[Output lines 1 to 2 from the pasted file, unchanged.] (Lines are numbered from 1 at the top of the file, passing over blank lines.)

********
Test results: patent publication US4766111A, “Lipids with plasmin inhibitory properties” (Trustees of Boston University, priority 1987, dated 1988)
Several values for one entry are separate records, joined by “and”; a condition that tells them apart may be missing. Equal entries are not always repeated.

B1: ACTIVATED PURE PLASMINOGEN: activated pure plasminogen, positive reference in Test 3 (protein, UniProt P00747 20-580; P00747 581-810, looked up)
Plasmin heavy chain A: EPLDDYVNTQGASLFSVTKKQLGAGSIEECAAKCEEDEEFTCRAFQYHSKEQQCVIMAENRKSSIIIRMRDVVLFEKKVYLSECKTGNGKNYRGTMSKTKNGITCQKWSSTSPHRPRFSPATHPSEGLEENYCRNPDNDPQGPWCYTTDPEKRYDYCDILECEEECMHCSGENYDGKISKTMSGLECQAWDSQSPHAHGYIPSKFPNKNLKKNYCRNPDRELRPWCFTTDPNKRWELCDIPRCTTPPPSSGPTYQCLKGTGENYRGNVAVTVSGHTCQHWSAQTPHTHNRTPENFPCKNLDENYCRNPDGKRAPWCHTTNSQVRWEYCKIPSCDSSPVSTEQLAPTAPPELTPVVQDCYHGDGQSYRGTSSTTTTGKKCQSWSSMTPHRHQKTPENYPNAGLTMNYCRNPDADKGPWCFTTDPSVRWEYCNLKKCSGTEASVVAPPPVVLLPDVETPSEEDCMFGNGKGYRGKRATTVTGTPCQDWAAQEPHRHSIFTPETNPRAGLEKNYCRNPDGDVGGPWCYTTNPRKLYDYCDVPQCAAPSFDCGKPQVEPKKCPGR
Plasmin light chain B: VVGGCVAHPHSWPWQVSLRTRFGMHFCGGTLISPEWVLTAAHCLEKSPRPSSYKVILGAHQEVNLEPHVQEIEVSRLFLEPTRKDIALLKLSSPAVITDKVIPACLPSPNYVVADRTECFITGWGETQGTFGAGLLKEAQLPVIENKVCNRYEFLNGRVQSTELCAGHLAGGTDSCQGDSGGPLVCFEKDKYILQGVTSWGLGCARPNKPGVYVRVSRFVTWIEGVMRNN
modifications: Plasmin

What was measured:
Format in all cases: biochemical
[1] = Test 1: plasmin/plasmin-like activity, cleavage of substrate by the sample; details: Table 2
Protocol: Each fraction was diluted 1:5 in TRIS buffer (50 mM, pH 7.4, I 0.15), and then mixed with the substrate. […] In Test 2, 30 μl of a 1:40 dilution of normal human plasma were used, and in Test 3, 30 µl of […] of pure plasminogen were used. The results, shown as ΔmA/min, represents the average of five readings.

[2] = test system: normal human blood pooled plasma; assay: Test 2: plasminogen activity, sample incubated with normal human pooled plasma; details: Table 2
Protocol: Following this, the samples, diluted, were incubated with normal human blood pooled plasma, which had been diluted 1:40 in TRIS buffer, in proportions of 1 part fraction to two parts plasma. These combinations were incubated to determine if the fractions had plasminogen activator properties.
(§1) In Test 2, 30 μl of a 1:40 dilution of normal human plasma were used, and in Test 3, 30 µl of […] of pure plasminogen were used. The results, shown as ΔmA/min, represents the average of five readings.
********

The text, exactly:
Test results: patent publication US4766111A, “Lipids with plasmin inhibitory properties” (Trustees of Boston University, priority 1987, dated 1988)
Several values for one entry are separate records, joined by “and”; a condition that tells them apart may be missing. Equal entries are not always repeated.